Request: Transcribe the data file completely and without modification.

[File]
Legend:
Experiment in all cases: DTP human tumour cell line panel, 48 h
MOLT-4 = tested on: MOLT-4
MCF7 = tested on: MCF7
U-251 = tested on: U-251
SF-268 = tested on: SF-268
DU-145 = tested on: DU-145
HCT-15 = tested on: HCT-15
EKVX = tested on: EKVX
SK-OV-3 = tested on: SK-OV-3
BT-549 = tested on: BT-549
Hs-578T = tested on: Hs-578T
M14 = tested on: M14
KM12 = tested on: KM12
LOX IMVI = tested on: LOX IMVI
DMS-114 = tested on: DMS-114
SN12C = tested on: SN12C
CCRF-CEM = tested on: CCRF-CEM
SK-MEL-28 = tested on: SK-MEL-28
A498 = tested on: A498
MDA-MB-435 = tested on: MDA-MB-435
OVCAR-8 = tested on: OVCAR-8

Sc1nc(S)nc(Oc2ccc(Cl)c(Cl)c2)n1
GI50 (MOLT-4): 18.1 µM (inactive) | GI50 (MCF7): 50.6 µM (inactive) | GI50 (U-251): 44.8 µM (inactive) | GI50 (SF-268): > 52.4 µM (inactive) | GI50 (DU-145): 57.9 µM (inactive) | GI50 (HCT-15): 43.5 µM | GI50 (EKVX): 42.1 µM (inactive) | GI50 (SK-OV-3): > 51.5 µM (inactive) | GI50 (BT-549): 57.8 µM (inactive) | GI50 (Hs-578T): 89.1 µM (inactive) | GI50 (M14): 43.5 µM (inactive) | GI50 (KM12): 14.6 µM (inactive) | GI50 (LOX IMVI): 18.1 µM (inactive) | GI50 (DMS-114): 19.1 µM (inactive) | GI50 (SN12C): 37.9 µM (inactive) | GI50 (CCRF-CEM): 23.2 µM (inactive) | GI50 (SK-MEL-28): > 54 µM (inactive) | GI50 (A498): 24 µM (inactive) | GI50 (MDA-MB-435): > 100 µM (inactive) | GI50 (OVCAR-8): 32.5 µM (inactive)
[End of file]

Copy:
Legend:
Experiment in all cases: DTP human tumour cell line panel, 48 h
MOLT-4 = tested on: MOLT-4
MCF7 = tested on: MCF7
U-251 = tested on: U-251
SF-268 = tested on: SF-268
DU-145 = tested on: DU-145
HCT-15 = tested on: HCT-15
EKVX = tested on: EKVX
SK-OV-3 = tested on: SK-OV-3
BT-549 = tested on: BT-549
Hs-578T = tested on: Hs-578T
M14 = tested on: M14
KM12 = tested on: KM12
LOX IMVI = tested on: LOX IMVI
DMS-114 = tested on: DMS-114
SN12C = tested on: SN12C
CCRF-CEM = tested on: CCRF-CEM
SK-MEL-28 = tested on: SK-MEL-28
A498 = tested on: A498
MDA-MB-435 = tested on: MDA-MB-435
OVCAR-8 = tested on: OVCAR-8

Sc1nc(S)nc(Oc2ccc(Cl)c(Cl)c2)n1
GI50 (MOLT-4): 18.1 µM (inactive) | GI50 (MCF7): 50.6 µM (inactive) | GI50 (U-251): 44.8 µM (inactive) | GI50 (SF-268): > 52.4 µM (inactive) | GI50 (DU-145): 57.9 µM (inactive) | GI50 (HCT-15): 43.5 µM | GI50 (EKVX): 42.1 µM (inactive) | GI50 (SK-OV-3): > 51.5 µM (inactive) | GI50 (BT-549): 57.8 µM (inactive) | GI50 (Hs-578T): 89.1 µM (inactive) | GI50 (M14): 43.5 µM (inactive) | GI50 (KM12): 14.6 µM (inactive) | GI50 (LOX IMVI): 18.1 µM (inactive) | GI50 (DMS-114): 19.1 µM (inactive) | GI50 (SN12C): 37.9 µM (inactive) | GI50 (CCRF-CEM): 23.2 µM (inactive) | GI50 (SK-MEL-28): > 54 µM (inactive) | GI50 (A498): 24 µM (inactive) | GI50 (MDA-MB-435): > 100 µM (inactive) | GI50 (OVCAR-8): 32.5 µM (inactive)